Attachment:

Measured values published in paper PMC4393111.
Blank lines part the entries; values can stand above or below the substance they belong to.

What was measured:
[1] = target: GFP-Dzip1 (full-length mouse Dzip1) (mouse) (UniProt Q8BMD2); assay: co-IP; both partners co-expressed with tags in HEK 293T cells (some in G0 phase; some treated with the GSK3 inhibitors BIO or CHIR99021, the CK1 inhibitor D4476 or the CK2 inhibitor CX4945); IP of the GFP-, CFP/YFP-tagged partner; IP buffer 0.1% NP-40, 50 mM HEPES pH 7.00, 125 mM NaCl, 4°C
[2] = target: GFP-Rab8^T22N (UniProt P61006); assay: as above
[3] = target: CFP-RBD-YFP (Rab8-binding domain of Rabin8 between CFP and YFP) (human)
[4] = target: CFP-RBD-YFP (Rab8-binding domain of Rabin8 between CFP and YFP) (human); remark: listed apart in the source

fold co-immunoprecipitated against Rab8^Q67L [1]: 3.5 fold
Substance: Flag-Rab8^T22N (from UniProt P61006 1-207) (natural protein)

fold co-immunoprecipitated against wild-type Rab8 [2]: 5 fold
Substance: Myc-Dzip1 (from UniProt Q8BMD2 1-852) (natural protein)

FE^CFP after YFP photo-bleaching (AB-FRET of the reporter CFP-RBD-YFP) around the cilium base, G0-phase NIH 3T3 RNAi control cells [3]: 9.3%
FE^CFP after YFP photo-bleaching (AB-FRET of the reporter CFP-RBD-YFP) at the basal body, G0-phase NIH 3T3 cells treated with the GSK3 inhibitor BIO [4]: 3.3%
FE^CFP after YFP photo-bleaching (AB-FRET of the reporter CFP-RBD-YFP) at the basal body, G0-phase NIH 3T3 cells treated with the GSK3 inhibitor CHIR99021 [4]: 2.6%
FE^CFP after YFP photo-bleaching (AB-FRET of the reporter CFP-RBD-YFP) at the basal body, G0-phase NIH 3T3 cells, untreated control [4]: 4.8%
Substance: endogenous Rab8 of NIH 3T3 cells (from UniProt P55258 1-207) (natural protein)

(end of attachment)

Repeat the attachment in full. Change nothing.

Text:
Measured values published in paper PMC4393111.
Blank lines part the entries; values can stand above or below the substance they belong to.

What was measured:
[1] = target: GFP-Dzip1 (full-length mouse Dzip1) (mouse) (UniProt Q8BMD2); assay: co-IP; both partners co-expressed with tags in HEK 293T cells (some in G0 phase; some treated with the GSK3 inhibitors BIO or CHIR99021, the CK1 inhibitor D4476 or the CK2 inhibitor CX4945); IP of the GFP-, CFP/YFP-tagged partner; IP buffer 0.1% NP-40, 50 mM HEPES pH 7.00, 125 mM NaCl, 4°C
[2] = target: GFP-Rab8^T22N (UniProt P61006); assay: as above
[3] = target: CFP-RBD-YFP (Rab8-binding domain of Rabin8 between CFP and YFP) (human)
[4] = target: CFP-RBD-YFP (Rab8-binding domain of Rabin8 between CFP and YFP) (human); remark: listed apart in the source

fold co-immunoprecipitated against Rab8^Q67L [1]: 3.5 fold
Substance: Flag-Rab8^T22N (from UniProt P61006 1-207) (natural protein)

fold co-immunoprecipitated against wild-type Rab8 [2]: 5 fold
Substance: Myc-Dzip1 (from UniProt Q8BMD2 1-852) (natural protein)

FE^CFP after YFP photo-bleaching (AB-FRET of the reporter CFP-RBD-YFP) around the cilium base, G0-phase NIH 3T3 RNAi control cells [3]: 9.3%
FE^CFP after YFP photo-bleaching (AB-FRET of the reporter CFP-RBD-YFP) at the basal body, G0-phase NIH 3T3 cells treated with the GSK3 inhibitor BIO [4]: 3.3%
FE^CFP after YFP photo-bleaching (AB-FRET of the reporter CFP-RBD-YFP) at the basal body, G0-phase NIH 3T3 cells treated with the GSK3 inhibitor CHIR99021 [4]: 2.6%
FE^CFP after YFP photo-bleaching (AB-FRET of the reporter CFP-RBD-YFP) at the basal body, G0-phase NIH 3T3 cells, untreated control [4]: 4.8%
Substance: endogenous Rab8 of NIH 3T3 cells (from UniProt P55258 1-207) (natural protein)